The hostile government takeover of Apple Valley Ranchos is a bad idea (November 6, 2014)


Tony Penna, General Manager of AVRWC

Apple Valley Ranchos Water Company is a business that is over 65-years old and has been an active member of this Chamber of Commerce since 1985. We value our partnership with this organization and the local businesses it represents. Like many of you we work hard to operate, maintain and manage our business in a responsible and professional manner. When something starts happening that could adversely affect us and this business community, we are obligated to keep you informed.

By now, it is no secret to most anyone doing business in Apple Valley that our Town’s leadership is actively engaged in a public campaign to rationalize a government takeover of Apple Valley Ranchos Water Company. Like many who want to expand the size of government, they believe they can operate a water utility better and charge less for water service. History doesn’t bear this out.

A government takeover of a private business like Apple Valley Ranchos is a bad idea. Like our fellow Chamber members we provide jobs, pay taxes, volunteer in the community, and support local causes and charities. That’s why the idea of our government exercising its eminent domain right to condemn a long standing, local company like Apple Valley Ranchos is so baffling and sends the wrong message for any community interested in attracting companies and new jobs.

Apple Valley Ranchos’ owner, Park Water Company, does not want to sell its operations in Apple Valley to the Town and is prepared to use every resource at its disposal to continue to provide reliable, high-quality water service. Because our private company is not for sale, the Town’s only option is to use taxpayer dollars to pay lawyers to attempt to condemn us and start a long, divisive and costly process.

What affects Apple Valley Ranchos can affect all businesses in Apple Valley who may ultimately have to pick up the tab for higher water costs and property taxes. That’s why we wanted to introduce our fellow Chamber members to this takeover issue and the debate it appears Apple Valley Ranchos will be facing in the months and potentially years ahead as some Apple Valley politicians march toward their goal of bigger government.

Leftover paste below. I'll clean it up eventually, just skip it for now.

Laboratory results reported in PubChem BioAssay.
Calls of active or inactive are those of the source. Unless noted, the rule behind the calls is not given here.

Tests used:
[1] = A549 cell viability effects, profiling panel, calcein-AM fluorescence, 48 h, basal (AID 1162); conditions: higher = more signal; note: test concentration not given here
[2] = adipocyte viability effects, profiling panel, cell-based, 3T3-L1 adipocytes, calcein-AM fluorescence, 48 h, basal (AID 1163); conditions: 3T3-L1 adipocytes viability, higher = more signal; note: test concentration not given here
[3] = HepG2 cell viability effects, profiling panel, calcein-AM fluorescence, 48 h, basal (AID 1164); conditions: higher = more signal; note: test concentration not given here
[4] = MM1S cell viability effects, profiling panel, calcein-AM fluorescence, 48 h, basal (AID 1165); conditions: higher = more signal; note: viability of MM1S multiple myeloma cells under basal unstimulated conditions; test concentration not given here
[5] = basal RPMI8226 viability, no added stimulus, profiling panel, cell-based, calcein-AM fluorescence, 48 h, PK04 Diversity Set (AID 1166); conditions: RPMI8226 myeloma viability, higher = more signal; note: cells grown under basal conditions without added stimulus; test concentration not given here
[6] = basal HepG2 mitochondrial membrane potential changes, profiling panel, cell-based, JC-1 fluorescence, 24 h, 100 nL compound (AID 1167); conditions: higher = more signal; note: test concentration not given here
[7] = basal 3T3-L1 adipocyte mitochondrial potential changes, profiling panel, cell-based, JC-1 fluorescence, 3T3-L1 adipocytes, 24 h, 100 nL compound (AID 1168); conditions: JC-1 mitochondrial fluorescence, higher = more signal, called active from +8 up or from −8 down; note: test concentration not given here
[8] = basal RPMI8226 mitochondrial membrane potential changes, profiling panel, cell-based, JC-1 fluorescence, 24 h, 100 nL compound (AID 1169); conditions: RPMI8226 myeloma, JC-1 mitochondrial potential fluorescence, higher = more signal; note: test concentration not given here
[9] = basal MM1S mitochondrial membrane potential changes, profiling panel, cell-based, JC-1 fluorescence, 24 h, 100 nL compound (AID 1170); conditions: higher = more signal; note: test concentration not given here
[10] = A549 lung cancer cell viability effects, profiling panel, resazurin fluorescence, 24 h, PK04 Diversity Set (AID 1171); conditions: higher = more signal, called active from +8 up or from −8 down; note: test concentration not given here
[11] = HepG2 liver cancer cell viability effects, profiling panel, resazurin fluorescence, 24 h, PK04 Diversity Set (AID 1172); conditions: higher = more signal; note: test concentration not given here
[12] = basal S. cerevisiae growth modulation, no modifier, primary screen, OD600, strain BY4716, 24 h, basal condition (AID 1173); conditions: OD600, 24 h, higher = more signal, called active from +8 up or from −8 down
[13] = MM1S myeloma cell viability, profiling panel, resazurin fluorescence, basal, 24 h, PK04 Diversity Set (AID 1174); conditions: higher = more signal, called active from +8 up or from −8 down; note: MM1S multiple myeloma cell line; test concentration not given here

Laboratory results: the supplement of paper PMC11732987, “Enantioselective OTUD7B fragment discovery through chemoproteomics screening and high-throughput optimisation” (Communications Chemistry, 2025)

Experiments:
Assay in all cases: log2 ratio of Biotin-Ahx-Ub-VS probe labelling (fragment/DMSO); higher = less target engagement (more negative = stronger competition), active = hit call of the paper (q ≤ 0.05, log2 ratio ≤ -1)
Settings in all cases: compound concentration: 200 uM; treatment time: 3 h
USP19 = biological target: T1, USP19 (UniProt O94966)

A Government Takeover Brings Unpleasant Realities

These takeover attempts not only divide communities, they also cause towns to neglect more important priorities. The divisiveness and costs associated from a potential condemnation action in Apple Valley will negatively impact the quality of life of our Town for years to come.

There are some unpleasant realities that communities experience when they attempt to condemn and takeover a privately-owned water utility. Our community will be no different:

  1. Legal Battles. Apple Valley Ranchos is determined to protect our right to do business. Our politicians can make all the promises they want about how easy these takeover attempts are, but condemnation history has proven that takeover attempts cause lengthy legal challenges that can last years and cost more than initially promised as government hires lawyers, consultants and researchers to do studies.
    These costs divert money that is normally directed to real priorities like roads, education, law enforcement, and a host of other public services. Just look at Big Bear where the cost to takeover of the water system was three times higher than what that government originally assumed.
  2. Money. The cost to take over a private company is generally always underestimated. Financial feasibility studies don’t consider the impact of a company that does not want to sell. Even if a city or town is successful in its takeover attempt, there is the matter of the final value of the private water utility. This value is not set by the local government or their private consultant. The price is set by a judge and court-appointed jury and can often be many times the amount the people of the community were promised by politicians. The legal fees alone are almost always higher than promised.
    A powerful, recent example of this is the Town of Mooresville, IN, where an entire community was mobilized by its government to take over a water utility only to find out after thousands of dollars in legal fees and studies, that they undervalued the water utility by more than three times. This scenario has been played out all over the United States where customers are left in the wake to pick up the tab.
  3. Divided Community. This slippery slope our politicians are putting us on will divide this community as the issue goes on and on through the courts. Attempts to condemn a privately-owned company usually results in a divided citizenry as those who propose bigger government fight those who support private property rights.
  4. Hangover Legacy. By the time a takeover attempt moves through the court system, many of the leaders of the takeover attempt are no longer in office and others are left to deal the results. In most cases the results are higher debt and higher water rates.
  5. Lost Time. As business owners we all understand the importance of using our time effectively. Perhaps the most significant cost to a takeover attempt is everyone’s time. The condemnation route always takes more time than anyone thinks and distracts local governments from other more important community needs.

The Town’s Misinformation Campaign

A good deal of misinformed talk has been going around about Apple Valley Ranchos in an attempted takeover by the Apple Valley Town Council. Some of our councilmembers are making empty promises and baseless claims when it comes to Apple Valley Ranchos.

What concerns me and my co-workers are these empty promises and baseless claims are being made as part of a taxpayer-funded misinformation campaign to rationalize an attempted takeover of the company where I work. The Apple Valley government is using the more than $800,000 Apple Valley Ranchos pays in property taxes and franchise fees, to put us out of business, claiming a government takeover means everything will be better and rates will go down. Have you looked at your ever-increasing sewer bill lately?